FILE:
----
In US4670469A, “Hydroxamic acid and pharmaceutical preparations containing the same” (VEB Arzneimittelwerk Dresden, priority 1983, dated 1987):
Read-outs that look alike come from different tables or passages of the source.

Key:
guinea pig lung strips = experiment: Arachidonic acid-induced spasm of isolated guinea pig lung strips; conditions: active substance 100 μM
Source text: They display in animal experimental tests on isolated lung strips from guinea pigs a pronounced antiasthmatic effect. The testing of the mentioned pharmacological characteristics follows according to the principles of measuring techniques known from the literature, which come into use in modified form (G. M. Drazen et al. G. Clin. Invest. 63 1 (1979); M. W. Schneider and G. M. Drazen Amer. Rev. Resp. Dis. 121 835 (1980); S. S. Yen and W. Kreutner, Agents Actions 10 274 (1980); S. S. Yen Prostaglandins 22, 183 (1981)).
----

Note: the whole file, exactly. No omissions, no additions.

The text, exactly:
In US4670469A, “Hydroxamic acid and pharmaceutical preparations containing the same” (VEB Arzneimittelwerk Dresden, priority 1983, dated 1987):
Read-outs that look alike come from different tables or passages of the source.

Key:
guinea pig lung strips = experiment: Arachidonic acid-induced spasm of isolated guinea pig lung strips; conditions: active substance 100 μM
Source text: They display in animal experimental tests on isolated lung strips from guinea pigs a pronounced antiasthmatic effect. The testing of the mentioned pharmacological characteristics follows according to the principles of measuring techniques known from the literature, which come into use in modified form (G. M. Drazen et al. G. Clin. Invest. 63 1 (1979); M. W. Schneider and G. M. Drazen Amer. Rev. Resp. Dis. 121 835 (1980); S. S. Yen and W. Kreutner, Agents Actions 10 274 (1980); S. S. Yen Prostaglandins 22, 183 (1981)).